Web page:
Fantasia Fest 2014: GUN WOMAN Review


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Release Date: TBD
Director: Kurando Mitsutake
MPAA Rating: NR

With a title like Gun Woman, there’s a certain expectation one has even before knowing anything about the film. In the case of Kurando Mitsutake’s latest grindhouse throwback, it delivers on its title and them some. This is a nasty little film that should only be viewed by the most ardent exploitation fans who know that, in this genre, sometimes bad is actually good.

Gun Woman is a blood-soaked, depraved, ludicrous and very explicit revenge tale, structured exactly how one would expect. The film opens with the murder of a woman in a shower, followed by a conversation between two hitmen. One of the men begins telling the story of a girl named Mayumi (played by Asami) and how she was rescued from a life of drugs and prostitution to become a weapon of revenge.

The three acts of the film play out very simply: set up, training montage, pay off.  While this classic revenge thriller structuring may not bring anything new to the table, the content surely does. Mitsutake strives to make the most disgusting, deplorable, violent and exploitative film he can, and for that, it succeeds.  The training sequences feel overly long and look like they were shot on an iPhone, and the music is terrible. Our consolation is the absolute over-the-top slaughter that is the third act.  The end credits also provide us with an original song called “Gun Woman,” which is everything one could ask for in a cheesy exploitation theme.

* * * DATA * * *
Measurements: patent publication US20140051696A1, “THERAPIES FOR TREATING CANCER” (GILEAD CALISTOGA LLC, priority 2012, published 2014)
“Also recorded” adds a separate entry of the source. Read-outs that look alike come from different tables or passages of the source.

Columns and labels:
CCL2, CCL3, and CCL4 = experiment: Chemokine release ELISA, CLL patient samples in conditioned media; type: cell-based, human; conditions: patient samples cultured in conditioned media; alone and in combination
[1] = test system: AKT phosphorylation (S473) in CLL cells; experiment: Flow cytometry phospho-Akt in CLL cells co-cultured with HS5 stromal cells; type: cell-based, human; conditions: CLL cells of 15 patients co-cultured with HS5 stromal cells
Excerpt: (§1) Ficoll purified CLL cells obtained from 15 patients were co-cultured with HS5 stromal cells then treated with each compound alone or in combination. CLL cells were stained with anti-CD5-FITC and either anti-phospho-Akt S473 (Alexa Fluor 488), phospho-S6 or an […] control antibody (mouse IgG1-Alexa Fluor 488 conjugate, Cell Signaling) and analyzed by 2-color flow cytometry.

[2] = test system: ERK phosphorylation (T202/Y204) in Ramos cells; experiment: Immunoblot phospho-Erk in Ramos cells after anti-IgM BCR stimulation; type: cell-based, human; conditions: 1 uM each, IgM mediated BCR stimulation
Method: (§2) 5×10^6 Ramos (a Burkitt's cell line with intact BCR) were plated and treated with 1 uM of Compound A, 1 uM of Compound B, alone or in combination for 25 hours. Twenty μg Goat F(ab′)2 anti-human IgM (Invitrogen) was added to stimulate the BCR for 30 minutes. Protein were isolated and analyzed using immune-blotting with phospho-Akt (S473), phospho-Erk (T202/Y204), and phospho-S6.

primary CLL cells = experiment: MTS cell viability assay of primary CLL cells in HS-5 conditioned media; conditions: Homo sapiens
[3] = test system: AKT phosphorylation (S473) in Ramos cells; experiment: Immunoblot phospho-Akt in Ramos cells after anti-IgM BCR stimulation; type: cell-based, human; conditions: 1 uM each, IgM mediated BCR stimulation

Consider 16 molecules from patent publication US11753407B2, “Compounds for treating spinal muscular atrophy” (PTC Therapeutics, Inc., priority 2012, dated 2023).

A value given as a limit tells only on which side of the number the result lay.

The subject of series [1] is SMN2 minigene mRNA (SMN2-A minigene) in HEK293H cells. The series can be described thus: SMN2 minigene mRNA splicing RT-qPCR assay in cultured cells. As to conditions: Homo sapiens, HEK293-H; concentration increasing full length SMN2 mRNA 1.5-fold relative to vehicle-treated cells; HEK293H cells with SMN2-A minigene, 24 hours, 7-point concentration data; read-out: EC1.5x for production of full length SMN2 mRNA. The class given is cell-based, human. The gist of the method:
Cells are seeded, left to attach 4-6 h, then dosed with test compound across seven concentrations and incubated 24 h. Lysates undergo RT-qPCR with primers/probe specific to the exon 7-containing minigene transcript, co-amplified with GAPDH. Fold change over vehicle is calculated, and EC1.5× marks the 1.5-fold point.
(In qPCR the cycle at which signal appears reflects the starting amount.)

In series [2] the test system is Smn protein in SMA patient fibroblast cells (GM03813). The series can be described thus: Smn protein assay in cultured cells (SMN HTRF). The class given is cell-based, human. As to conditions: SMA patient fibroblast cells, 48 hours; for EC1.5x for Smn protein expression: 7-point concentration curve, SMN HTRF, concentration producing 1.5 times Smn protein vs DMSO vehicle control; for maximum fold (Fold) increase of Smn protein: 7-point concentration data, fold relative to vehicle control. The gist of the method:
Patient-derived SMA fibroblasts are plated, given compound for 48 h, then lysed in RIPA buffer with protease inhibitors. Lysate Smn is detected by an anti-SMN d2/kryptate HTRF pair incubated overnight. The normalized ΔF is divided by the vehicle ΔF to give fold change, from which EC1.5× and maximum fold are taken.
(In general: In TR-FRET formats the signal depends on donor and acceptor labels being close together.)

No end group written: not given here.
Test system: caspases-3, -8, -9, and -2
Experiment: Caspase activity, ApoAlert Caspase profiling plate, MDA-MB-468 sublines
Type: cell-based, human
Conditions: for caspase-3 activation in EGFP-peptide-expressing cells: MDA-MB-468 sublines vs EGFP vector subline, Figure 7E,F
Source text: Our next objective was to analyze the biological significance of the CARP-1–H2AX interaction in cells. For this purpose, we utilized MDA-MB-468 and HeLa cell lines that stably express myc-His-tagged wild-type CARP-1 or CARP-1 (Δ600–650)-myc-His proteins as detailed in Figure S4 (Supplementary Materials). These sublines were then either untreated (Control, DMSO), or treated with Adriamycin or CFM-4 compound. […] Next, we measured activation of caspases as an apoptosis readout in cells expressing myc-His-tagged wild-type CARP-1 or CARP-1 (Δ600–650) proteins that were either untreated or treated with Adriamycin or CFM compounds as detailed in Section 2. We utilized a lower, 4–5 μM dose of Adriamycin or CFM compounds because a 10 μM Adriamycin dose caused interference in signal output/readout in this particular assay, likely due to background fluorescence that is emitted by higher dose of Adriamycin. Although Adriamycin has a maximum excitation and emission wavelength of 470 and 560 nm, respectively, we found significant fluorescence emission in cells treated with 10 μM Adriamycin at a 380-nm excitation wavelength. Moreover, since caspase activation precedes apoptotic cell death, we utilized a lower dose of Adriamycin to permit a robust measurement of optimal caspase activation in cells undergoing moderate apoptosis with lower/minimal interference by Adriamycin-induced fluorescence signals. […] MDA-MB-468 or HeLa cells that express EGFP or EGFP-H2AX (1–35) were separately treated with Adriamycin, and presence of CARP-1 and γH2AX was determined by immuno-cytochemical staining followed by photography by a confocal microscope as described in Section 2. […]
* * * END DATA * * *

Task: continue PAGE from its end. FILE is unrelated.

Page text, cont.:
Working for a doctor whose wife was raped and murdered by a sadistic killer, Mayumi infiltrates an exclusive club in the desert that specializes in providing corpses to rich necrophiliacs for their, ahem, pleasure. There are strictly no guns allowed. After posing as a corpse, she springs back to life, rips open stiches where she has surgically implanted pieces of her handgun in her own body, assembles her weapon, and slaughters everyone. This sequence is pure insanity, with Asami wearing nothing but the blood of herself and her enemies.

Aside from some spotty CG blood effects, the practical gore used in Gun Woman looks quite good and provides a thoroughly unpleasant experience. Gallons of blood are used, and some of the film heads into body-horror territory, which will surely make you squirm.

There was promise of a sequel, which may further develop the character of Mayumi, but if you’re looking for any kind of substance in this one, you’re going to be disappointed. Asami has proven herself something of a Japanese gore queen, with roles in The Machine Girl, Zombie Ass: Toilet of the Dead, Dead Sushi, and the five, yes, five, Rape Zombie: Lust of the Dead movies. She certainly shows off her abilities as an action heroine here, but her character barely emotes, similar to Christina Lindberg in They Call Her One Eye.

Everything in Gun Woman is completely and purposely tasteless, in an attempt to channel the pinky violence pictures of the ‘70s, and it mostly succeeds. At times, Gun Woman is laughably bad, but that’s ultimately the intent. With subject matter this horrific, it would simply be too hard to watch, were it not so cartoonish and poorly made. In that regard, the people who seek out Gun Woman, will probably like Gun Woman. Anyone who doesn’t know what it is going into it will most likely find it to be offensive, tasteless garbage.

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